Minnesota students, educators see some 'glitches' on first day of distance learning

Students and teachers saw some complications in the first day of distance learning for many Minnesota school districts.

Many students started distance learning in kitchens and living rooms across Minnesota Monday, but absent the typical classroom environment, some faced complications.

Gov. Tim Walz, in his daily coronavirus briefing, thanked students and teachers for returning to learning Monday, and urged patience as educators and children alike navigate the new learning style. He issued the closure of Minnesota schools March 14

“Many are using the same technology across the country,” Walz said. “And we know there have been some glitches in that.”

He said the situation may need to “take some working around.”

Some school districts, such as South Washington County Schools and Lakeville Area Schools, posted on Facebook that the Schoology program was having "performance issues." Other districts used the Seesaw program, which also didn't function correctly in some buildings. 

Both vendors said their issues were resolved within about an hour.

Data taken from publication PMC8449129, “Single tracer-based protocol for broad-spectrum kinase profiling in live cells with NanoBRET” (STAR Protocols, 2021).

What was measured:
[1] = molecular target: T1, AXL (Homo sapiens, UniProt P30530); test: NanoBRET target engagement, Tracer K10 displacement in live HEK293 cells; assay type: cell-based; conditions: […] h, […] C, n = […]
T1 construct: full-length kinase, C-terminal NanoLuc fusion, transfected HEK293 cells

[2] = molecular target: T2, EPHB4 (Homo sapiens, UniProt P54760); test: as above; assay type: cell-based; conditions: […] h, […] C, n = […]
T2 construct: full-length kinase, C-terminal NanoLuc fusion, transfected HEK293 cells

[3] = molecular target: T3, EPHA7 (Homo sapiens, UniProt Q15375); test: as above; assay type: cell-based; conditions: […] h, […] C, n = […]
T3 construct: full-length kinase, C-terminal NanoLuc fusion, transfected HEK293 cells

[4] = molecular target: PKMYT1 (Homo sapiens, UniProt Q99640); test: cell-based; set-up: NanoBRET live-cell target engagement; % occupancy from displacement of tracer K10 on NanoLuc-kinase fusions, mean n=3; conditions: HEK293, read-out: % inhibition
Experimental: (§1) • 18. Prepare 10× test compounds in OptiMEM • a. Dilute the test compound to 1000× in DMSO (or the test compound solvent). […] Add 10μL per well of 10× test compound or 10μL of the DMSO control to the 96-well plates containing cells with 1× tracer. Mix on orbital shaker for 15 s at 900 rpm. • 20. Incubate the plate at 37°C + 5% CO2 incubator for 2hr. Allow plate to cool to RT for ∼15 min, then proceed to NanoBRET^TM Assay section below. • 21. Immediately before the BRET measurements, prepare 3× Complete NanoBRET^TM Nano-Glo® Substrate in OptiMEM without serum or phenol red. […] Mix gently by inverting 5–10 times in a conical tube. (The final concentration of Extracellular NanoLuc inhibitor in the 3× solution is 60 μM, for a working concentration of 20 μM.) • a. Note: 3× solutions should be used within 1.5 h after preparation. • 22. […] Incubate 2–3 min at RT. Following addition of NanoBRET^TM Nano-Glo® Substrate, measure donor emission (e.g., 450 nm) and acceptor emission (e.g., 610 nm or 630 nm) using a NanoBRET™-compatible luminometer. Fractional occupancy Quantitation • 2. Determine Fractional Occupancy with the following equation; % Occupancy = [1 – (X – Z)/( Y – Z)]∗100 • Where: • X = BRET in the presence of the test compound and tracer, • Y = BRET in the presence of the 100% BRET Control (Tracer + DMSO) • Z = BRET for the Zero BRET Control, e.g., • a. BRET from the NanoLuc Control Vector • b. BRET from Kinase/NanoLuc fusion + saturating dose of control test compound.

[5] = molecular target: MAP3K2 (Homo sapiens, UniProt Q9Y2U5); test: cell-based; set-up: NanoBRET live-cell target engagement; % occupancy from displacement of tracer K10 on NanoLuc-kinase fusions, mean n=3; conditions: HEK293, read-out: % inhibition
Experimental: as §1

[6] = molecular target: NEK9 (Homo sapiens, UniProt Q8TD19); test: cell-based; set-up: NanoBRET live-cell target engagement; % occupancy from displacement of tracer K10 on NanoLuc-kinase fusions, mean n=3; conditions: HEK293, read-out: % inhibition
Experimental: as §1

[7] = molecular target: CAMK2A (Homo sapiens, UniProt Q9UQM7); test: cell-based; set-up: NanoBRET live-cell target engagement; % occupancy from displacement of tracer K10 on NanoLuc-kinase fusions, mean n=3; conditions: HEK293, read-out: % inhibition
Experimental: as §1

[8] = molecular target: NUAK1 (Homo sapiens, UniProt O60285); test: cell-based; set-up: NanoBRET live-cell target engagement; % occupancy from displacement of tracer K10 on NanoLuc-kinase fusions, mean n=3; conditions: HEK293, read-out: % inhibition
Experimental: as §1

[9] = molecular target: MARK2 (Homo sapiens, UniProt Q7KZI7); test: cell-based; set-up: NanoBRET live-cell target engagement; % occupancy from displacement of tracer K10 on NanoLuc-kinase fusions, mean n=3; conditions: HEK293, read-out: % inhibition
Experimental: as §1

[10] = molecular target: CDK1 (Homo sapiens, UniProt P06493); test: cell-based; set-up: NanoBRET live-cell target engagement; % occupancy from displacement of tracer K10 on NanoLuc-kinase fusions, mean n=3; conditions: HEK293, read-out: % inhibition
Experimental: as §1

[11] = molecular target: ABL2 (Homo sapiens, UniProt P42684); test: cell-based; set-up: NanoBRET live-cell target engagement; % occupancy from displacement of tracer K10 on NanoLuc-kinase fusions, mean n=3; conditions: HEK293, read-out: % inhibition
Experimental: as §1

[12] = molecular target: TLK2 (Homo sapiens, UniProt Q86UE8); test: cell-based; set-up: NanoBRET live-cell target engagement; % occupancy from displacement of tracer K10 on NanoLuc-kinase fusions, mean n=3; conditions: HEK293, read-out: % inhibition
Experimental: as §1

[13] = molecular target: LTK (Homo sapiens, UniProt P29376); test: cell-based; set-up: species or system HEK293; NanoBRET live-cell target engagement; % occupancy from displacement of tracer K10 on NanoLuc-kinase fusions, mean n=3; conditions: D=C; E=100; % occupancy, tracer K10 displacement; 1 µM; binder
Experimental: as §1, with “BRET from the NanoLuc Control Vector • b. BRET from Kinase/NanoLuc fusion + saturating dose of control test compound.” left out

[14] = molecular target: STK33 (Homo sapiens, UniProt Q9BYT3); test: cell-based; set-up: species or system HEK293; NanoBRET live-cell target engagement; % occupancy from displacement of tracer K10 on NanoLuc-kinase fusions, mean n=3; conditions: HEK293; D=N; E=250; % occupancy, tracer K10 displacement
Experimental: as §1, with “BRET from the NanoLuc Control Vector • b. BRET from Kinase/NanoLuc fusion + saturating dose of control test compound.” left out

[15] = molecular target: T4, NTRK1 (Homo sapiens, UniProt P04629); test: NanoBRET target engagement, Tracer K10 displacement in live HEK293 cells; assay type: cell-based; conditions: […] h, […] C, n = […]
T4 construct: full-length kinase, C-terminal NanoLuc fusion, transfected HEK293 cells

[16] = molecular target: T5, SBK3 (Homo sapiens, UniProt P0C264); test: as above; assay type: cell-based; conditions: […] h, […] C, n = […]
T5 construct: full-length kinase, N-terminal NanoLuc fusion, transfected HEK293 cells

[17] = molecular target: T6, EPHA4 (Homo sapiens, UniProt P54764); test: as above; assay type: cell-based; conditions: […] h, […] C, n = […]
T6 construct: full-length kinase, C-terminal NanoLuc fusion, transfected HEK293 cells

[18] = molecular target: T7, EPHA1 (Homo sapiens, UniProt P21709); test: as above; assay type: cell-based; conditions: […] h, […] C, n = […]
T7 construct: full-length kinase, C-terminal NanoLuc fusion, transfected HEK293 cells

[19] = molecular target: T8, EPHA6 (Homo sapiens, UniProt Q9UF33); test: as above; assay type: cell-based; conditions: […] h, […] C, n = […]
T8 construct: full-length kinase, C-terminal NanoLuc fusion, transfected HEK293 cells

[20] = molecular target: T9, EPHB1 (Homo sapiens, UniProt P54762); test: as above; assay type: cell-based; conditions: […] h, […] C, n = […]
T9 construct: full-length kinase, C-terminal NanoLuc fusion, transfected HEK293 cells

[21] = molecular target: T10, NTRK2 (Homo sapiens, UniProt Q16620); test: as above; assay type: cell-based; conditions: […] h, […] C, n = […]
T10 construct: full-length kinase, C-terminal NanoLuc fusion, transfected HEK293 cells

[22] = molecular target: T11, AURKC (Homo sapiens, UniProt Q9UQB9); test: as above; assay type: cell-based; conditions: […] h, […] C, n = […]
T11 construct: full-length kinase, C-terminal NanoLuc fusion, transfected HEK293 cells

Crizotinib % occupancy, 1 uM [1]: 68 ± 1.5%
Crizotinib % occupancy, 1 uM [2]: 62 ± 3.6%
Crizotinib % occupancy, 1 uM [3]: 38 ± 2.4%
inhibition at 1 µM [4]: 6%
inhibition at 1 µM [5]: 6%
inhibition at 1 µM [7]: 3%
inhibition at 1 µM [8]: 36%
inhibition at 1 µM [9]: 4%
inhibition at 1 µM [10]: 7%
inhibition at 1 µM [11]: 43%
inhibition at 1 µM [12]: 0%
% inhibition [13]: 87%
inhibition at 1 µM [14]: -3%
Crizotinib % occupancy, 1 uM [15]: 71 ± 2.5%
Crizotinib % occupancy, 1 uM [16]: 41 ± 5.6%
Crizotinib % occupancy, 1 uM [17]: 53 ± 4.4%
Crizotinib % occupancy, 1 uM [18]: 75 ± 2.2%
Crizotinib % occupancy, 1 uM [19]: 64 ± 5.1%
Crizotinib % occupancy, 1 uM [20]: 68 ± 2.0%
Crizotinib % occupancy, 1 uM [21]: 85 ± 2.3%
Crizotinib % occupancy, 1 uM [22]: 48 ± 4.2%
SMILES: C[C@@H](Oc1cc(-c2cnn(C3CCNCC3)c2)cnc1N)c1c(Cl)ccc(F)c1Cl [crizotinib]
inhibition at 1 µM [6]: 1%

Anoka Hennepin Schools used Google Classroom and reported it worked well on day one. 

In South St. Paul, Connor Murphy was hired as the district's digital learning specialist Feb. 19. He had no idea what was ahead of him as he has spent almost all that time getting devices and software ready, but for some students, the issue was getting them internet access. He estimates about 30 percent of students in his district needed internet access.

Murphy says his district is not trying to replicate how things normally function in those buildings, instead using two-day rotations of four classes per day instead of the usual eight. 

“Teachers, administrators and support staff are totally committed to getting this right, so we appreciate them,” Walz added.

Sunday, parents and educators both shared concerns about how the distance learning format will work for Minnesota kids.

“I guess my biggest concern is that parents are going to feel so overwhelmed by it that they’ll choose to do nothing,” said Maressa Rousslange, a Long Prairie kindergarten teacher.

“A lot of our high school kids might be the grown up at home during the day, so we tried to take that into consideration. We might have older siblings helping kids with the homework,” she added.

Jaye Beckius, a New Prague parent of a first, a fifth and an eighth grader, said she is nervous about the next two months.

“I’m still working outside the home and my husband works for a bank and so he’s still working three days a week and so there will just be days where they’re going to have to navigate this on their own,” Beckius said.